First Compilation of Tropical Ice Cores Shows Abrupt Global Climate Shift
Singapore facing unprecedented outbreak of Fusarium keratitis
East Asia may experience less drastic climate change
Scientists aim to thwart use of flu as bioweapon
Pakistani poultry industry demands 10-year tax holiday
Pandemic prevention plan approved for Asia Pacific
H5N1 threat puts human flu back in spotlight
Bird flu hits ninth poultry farm in Pakistan
Conjunctivitis caused by H7 avian influenza in a UK poultry worker
75 die of malaria in Assam, over 300,000 affected
Bird flu strain makes Britain slaughter chicken
China confirms new human case of bird flu
Chhattisgarh chicken samples test negative for flu
EU for support to bird flu-hit poultry market
Pakistan culls 40,000 chickens to control the outbreak of H5 strain
Pakistan suspects first human case of bird flu
Malaria alert in Tripura
RealOpt - Computer Program to Halt Pandemics
Pakistan confirms fourth bird flu outbreak
Madhya Pradesh relaxes ban on transporting poultry
Fresh bird flu scare in Pakistan
Malaria epidemic kills 50 in Assam
Thousand birds die in Orissa poultry farm
Pakistan confirms bird flu outbreak near Islamabad
Assam health alert after malaria claims 35
Bank notes, photocopiers could help check epidemics
WHO confirms Indonesia's 33rd bird flu victim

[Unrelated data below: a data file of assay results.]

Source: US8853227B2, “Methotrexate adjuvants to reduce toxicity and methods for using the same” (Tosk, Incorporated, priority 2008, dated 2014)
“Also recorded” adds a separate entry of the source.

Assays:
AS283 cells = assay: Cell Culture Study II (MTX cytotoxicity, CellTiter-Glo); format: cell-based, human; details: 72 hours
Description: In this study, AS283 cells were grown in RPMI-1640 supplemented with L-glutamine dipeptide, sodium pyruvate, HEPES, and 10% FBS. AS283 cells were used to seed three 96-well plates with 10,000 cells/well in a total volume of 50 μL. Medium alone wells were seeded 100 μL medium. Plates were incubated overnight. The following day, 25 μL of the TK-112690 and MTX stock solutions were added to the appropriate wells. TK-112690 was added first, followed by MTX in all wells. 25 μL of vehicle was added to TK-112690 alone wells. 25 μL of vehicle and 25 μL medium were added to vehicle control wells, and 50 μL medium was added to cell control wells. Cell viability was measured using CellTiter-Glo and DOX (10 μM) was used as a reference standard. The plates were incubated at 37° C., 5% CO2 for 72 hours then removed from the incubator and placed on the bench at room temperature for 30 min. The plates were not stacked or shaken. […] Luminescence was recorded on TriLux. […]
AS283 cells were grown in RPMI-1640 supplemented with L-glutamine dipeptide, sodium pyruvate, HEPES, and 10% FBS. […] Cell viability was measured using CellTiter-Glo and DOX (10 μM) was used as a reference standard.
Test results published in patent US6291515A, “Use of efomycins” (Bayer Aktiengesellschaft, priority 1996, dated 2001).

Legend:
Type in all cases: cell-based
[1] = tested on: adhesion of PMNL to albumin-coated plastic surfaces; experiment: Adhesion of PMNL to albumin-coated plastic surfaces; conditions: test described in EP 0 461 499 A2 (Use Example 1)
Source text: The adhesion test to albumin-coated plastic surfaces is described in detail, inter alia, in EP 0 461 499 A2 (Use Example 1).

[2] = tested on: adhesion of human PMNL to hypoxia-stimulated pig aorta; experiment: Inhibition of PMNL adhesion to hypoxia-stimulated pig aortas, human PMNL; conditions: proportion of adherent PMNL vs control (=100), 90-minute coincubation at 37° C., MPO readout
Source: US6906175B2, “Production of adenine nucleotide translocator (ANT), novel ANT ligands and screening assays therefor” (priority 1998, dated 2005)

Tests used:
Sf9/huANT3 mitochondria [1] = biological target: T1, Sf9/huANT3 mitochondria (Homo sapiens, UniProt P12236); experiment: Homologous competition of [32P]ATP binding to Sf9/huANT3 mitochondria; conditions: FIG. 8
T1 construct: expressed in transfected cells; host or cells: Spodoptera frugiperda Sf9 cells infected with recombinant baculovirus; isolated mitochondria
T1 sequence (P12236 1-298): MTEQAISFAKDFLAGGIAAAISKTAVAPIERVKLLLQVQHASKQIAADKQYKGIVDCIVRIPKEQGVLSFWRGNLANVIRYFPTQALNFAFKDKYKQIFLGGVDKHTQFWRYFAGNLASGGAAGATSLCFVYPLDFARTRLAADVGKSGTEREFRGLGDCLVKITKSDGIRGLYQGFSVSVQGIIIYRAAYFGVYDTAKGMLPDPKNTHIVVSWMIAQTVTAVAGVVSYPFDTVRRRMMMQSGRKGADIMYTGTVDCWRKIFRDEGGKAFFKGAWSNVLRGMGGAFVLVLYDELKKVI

Bird flu small dark cloud on world economy: IMF
Unusual Outbreak of Streptococcus suis with Symptoms of Toxic Shock Syndrome in China
More donor money needed for bird flu: UN official
First case of H5N1 virus confirmed in Britain
Bird flu scare: Bangladesh burns Indian chicks
91 infants die in Indian hospital, probe ordered
Avian flu lab likely in Bharatpur Bird Sanctuary
U.S. Unlikely To Have Enough Vaccines To Stop Avian Flu Pandemic
Third bird flu case among humans confirmed in Egypt
Pakistan confirms presence of bird flu
Meningitis claims 34 lives in Delhi in three months
Attractive birds more immune against bird flu
Culling operations completed in Maharashtra
Rapid diagnostic test for viral hemorrhagic fevers developed
Minor mutations in avian flu virus increase chances of human infection
Egypt reports second suspected human case of bird flu
43 Percent of Swaziland Population is HIV Positive
Bhopal shrugs off flu scare
Egypt confirms first human death of bird flu

Chief Medical Editor: Dr Sanjukta Acharya; Managing Editor & Founder: Dr Himanshu Tyagi; Editors: Dr Rashmi Yadav, Dr Ankush Vidyarthi; Chief Correspondent: Dr Priya Saxena
© Copyright 2004 by rxpgnews.com